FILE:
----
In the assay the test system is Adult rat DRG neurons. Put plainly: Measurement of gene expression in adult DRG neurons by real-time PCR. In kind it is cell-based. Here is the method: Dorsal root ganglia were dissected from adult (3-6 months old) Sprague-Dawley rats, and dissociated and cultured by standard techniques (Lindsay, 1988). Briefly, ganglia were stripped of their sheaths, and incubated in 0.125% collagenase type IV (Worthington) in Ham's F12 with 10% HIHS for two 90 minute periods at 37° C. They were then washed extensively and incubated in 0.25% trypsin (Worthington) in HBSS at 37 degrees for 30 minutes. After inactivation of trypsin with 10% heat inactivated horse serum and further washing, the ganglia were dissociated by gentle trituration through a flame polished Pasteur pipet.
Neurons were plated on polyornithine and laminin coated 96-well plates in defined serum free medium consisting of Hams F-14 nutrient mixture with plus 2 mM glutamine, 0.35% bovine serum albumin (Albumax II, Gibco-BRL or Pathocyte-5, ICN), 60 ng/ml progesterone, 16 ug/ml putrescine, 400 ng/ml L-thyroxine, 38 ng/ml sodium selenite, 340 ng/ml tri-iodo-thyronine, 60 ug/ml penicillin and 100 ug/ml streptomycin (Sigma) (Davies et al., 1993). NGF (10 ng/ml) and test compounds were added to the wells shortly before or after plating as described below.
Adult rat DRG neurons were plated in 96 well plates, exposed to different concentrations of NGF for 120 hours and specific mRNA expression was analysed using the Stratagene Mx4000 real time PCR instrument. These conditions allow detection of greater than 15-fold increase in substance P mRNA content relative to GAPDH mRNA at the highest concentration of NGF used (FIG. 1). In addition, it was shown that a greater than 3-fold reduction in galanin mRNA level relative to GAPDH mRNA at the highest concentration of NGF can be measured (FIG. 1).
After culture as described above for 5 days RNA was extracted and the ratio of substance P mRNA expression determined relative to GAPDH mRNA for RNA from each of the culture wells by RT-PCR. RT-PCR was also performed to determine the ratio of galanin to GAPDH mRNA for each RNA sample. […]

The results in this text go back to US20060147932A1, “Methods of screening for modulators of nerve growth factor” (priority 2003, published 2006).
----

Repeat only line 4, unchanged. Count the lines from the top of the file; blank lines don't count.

After culture as described above for 5 days RNA was extracted and the ratio of substance P mRNA expression determined relative to GAPDH mRNA for RNA from each of the culture wells by RT-PCR. RT-PCR was also performed to determine the ratio of galanin to GAPDH mRNA for each RNA sample. […]